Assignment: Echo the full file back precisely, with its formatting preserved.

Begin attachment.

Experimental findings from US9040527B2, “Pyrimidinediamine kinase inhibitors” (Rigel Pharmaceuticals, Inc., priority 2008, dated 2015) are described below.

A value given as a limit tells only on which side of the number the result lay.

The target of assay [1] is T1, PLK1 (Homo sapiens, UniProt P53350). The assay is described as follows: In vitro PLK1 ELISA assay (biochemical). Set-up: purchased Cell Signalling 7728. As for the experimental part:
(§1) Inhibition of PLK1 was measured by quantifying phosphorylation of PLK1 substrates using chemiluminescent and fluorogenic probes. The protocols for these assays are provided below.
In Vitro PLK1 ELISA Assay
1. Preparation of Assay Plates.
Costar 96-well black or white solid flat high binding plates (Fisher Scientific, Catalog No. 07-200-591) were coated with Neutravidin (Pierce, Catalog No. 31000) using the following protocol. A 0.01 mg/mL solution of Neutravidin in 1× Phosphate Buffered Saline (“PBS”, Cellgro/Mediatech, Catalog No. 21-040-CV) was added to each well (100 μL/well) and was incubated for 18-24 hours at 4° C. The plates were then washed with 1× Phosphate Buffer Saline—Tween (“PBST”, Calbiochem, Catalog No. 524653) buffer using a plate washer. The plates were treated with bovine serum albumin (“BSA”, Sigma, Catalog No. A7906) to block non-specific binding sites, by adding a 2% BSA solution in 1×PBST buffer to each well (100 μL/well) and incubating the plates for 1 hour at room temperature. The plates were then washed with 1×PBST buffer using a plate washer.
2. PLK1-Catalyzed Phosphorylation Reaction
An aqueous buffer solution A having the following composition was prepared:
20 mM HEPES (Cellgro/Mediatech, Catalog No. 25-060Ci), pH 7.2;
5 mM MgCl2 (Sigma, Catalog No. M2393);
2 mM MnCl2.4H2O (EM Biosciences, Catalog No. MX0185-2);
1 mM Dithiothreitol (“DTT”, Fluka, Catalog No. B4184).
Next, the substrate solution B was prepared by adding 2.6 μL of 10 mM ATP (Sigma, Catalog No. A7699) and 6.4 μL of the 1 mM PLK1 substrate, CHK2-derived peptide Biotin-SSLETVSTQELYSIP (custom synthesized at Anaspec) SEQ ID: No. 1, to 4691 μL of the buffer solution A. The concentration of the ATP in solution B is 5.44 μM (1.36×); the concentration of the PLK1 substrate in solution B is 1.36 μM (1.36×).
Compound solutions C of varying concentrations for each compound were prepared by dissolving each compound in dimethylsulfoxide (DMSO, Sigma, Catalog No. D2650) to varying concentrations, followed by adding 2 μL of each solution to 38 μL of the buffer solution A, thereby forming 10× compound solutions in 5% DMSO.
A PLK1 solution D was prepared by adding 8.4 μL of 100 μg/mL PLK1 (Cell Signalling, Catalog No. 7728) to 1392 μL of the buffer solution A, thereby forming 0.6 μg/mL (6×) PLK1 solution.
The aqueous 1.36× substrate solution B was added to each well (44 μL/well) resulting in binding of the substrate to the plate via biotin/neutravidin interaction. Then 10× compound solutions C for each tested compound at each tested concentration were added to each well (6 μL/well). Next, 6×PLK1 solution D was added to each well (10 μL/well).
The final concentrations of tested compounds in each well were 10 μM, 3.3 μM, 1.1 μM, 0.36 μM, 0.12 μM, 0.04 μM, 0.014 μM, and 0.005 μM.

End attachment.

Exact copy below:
Experimental findings from US9040527B2, “Pyrimidinediamine kinase inhibitors” (Rigel Pharmaceuticals, Inc., priority 2008, dated 2015) are described below.

A value given as a limit tells only on which side of the number the result lay.

The target of assay [1] is T1, PLK1 (Homo sapiens, UniProt P53350). The assay is described as follows: In vitro PLK1 ELISA assay (biochemical). Set-up: purchased Cell Signalling 7728. As for the experimental part:
(§1) Inhibition of PLK1 was measured by quantifying phosphorylation of PLK1 substrates using chemiluminescent and fluorogenic probes. The protocols for these assays are provided below.
In Vitro PLK1 ELISA Assay
1. Preparation of Assay Plates.
Costar 96-well black or white solid flat high binding plates (Fisher Scientific, Catalog No. 07-200-591) were coated with Neutravidin (Pierce, Catalog No. 31000) using the following protocol. A 0.01 mg/mL solution of Neutravidin in 1× Phosphate Buffered Saline (“PBS”, Cellgro/Mediatech, Catalog No. 21-040-CV) was added to each well (100 μL/well) and was incubated for 18-24 hours at 4° C. The plates were then washed with 1× Phosphate Buffer Saline—Tween (“PBST”, Calbiochem, Catalog No. 524653) buffer using a plate washer. The plates were treated with bovine serum albumin (“BSA”, Sigma, Catalog No. A7906) to block non-specific binding sites, by adding a 2% BSA solution in 1×PBST buffer to each well (100 μL/well) and incubating the plates for 1 hour at room temperature. The plates were then washed with 1×PBST buffer using a plate washer.
2. PLK1-Catalyzed Phosphorylation Reaction
An aqueous buffer solution A having the following composition was prepared:
20 mM HEPES (Cellgro/Mediatech, Catalog No. 25-060Ci), pH 7.2;
5 mM MgCl2 (Sigma, Catalog No. M2393);
2 mM MnCl2.4H2O (EM Biosciences, Catalog No. MX0185-2);
1 mM Dithiothreitol (“DTT”, Fluka, Catalog No. B4184).
Next, the substrate solution B was prepared by adding 2.6 μL of 10 mM ATP (Sigma, Catalog No. A7699) and 6.4 μL of the 1 mM PLK1 substrate, CHK2-derived peptide Biotin-SSLETVSTQELYSIP (custom synthesized at Anaspec) SEQ ID: No. 1, to 4691 μL of the buffer solution A. The concentration of the ATP in solution B is 5.44 μM (1.36×); the concentration of the PLK1 substrate in solution B is 1.36 μM (1.36×).
Compound solutions C of varying concentrations for each compound were prepared by dissolving each compound in dimethylsulfoxide (DMSO, Sigma, Catalog No. D2650) to varying concentrations, followed by adding 2 μL of each solution to 38 μL of the buffer solution A, thereby forming 10× compound solutions in 5% DMSO.
A PLK1 solution D was prepared by adding 8.4 μL of 100 μg/mL PLK1 (Cell Signalling, Catalog No. 7728) to 1392 μL of the buffer solution A, thereby forming 0.6 μg/mL (6×) PLK1 solution.
The aqueous 1.36× substrate solution B was added to each well (44 μL/well) resulting in binding of the substrate to the plate via biotin/neutravidin interaction. Then 10× compound solutions C for each tested compound at each tested concentration were added to each well (6 μL/well). Next, 6×PLK1 solution D was added to each well (10 μL/well).
The final concentrations of tested compounds in each well were 10 μM, 3.3 μM, 1.1 μM, 0.36 μM, 0.12 μM, 0.04 μM, 0.014 μM, and 0.005 μM.